Aluminum production has now begun at Hydro’s HAL4e-process pilot facility in Karmøy (Norway), according to a new press release. The Hydro-developed HAL4e aluminum production process will reportedly allow for 15% less energy use, and a much lower carbon footprint.
The beginning of production in Karmøy marks the beginning of the verification process for the HAL4e aluminium production tech — in other words, we now get to see if all of the promises have truth to them.
If all goes well, then the aluminum produced with the HAL4e process will possess the lowest carbon footprint of any produced anywhere in the world — which will no doubt be worth something from a marketing and sales perspective.
The press release provides more:
“Hydro began the HAL Ultra R&D initiative in 2010, with the long-term vision of being able to produce aluminium at a specific DC energy consumption of only 10 kWh/kg without net CO2 emissions. The technology pilot is designed with an annual production capacity of approximately 75,000 tonnes, consisting of 48 cells running on the HAL4e technology (12.3 kWh/kg) and 12 cells using the latest HAL4e Ultra technology (11.5-11.8 kWh/kg). This is well under the world average of 14.1 kWh/kg aluminium and Hydro’s own average of 13.8 kWh/kg aluminum.”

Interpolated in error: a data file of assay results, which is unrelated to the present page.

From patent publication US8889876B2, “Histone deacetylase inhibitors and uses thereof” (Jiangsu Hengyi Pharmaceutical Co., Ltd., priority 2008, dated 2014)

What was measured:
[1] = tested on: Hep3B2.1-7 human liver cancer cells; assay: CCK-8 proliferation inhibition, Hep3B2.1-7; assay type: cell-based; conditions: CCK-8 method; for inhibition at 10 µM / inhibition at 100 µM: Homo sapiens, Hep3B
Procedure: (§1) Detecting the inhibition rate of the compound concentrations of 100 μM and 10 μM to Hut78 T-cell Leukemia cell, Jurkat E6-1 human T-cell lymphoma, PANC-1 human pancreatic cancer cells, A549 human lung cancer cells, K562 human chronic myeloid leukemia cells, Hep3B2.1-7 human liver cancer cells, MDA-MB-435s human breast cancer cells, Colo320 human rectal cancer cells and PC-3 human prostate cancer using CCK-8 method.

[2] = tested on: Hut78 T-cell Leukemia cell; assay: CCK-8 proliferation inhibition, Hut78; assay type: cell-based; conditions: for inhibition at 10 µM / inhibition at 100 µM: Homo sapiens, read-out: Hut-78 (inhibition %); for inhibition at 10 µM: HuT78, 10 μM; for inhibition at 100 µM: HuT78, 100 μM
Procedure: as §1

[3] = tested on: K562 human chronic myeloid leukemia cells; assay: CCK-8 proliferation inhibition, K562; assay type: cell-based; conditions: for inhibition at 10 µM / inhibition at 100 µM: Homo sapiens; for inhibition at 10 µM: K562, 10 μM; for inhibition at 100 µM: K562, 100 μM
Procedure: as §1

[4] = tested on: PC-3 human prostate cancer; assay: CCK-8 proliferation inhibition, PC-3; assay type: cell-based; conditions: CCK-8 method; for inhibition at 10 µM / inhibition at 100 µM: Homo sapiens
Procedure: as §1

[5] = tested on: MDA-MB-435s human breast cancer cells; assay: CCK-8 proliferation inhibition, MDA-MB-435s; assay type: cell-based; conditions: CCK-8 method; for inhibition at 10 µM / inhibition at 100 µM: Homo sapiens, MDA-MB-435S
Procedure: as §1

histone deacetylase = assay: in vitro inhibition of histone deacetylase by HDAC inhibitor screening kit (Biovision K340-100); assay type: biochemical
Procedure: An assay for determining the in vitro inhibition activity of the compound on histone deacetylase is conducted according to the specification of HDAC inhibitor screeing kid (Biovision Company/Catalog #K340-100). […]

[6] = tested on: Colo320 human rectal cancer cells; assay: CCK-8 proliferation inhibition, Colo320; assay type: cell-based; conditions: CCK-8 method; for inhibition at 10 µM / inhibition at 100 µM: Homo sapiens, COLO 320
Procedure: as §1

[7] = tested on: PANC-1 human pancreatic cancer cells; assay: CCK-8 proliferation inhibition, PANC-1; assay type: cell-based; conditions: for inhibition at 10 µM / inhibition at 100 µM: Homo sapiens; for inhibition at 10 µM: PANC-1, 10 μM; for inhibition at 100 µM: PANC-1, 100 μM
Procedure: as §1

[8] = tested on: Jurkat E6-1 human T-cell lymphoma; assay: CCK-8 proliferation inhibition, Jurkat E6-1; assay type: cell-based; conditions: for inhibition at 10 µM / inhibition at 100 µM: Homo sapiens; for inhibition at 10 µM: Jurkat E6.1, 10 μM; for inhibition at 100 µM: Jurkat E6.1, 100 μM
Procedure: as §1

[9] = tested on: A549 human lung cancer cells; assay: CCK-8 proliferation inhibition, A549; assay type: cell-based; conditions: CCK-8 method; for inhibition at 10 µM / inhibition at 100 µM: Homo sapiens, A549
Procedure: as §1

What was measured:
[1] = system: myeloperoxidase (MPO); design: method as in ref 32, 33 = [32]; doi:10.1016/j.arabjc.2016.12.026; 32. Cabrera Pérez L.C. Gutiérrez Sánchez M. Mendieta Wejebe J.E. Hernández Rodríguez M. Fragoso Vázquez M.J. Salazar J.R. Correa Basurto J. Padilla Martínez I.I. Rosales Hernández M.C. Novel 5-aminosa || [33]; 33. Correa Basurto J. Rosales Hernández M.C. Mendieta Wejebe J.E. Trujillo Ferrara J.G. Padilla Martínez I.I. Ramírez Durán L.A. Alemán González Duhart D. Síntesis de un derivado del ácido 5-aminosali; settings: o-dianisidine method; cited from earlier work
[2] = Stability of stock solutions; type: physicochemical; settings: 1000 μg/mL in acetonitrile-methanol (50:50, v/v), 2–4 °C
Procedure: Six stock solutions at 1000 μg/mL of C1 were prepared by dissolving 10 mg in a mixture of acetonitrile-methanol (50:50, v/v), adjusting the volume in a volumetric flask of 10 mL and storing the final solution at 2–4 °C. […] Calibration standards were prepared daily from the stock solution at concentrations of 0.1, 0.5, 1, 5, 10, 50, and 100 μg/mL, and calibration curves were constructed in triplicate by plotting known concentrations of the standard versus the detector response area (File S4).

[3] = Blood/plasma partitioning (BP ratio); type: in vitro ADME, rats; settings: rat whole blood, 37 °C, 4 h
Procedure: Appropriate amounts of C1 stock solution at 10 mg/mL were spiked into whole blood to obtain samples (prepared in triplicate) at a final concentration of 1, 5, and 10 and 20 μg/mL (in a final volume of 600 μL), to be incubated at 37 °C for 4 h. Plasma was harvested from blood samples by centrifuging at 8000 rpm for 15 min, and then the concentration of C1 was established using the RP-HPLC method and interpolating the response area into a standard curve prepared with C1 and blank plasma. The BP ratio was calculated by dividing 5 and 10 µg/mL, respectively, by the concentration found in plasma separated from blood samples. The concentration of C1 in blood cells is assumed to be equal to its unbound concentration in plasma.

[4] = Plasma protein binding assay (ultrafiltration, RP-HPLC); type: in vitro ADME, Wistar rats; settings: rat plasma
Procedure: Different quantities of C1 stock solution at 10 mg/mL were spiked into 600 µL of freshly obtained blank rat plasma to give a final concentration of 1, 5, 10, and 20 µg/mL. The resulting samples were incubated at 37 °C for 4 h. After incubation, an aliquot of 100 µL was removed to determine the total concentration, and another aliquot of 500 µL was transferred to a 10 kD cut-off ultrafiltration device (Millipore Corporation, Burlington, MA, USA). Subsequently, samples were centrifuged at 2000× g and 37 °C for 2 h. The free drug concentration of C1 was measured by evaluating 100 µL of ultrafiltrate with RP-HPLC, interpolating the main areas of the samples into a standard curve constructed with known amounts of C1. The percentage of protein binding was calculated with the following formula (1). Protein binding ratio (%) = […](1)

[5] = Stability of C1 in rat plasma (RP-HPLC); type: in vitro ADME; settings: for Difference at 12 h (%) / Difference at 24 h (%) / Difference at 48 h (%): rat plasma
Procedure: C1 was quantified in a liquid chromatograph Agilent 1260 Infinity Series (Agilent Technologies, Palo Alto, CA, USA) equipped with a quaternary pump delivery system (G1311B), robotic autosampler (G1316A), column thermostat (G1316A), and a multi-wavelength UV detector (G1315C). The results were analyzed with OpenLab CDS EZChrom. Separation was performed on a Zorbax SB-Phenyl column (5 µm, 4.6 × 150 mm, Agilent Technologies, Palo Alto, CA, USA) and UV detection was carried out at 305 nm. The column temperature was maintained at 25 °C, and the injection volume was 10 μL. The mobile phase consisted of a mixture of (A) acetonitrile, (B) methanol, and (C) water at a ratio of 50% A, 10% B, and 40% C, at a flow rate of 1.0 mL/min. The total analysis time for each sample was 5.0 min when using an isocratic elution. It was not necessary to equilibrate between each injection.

“Compared with the technology used in Hydro plants in Sunndal and Qatar, the new pots will be 50% larger and produce 50% more metal from each pot, while also using less energy per kilo produced. Total costs are estimated at NOK 4.3 billion ($557 million), consisting of net project costs of NOK 2.7 billion ($350 million) and around NOK 1.6 billion ($207 million) in support from Enova.”
This is not a cheap project by any account, but a necessary one if aluminum production is going to continue at scale while also reducing carbon emissions.
Notably, Hydro’s existing aluminium production plants will be able to benefit fairly easily through the implementation of tech that’s been verified to work well through the new project, reportedly.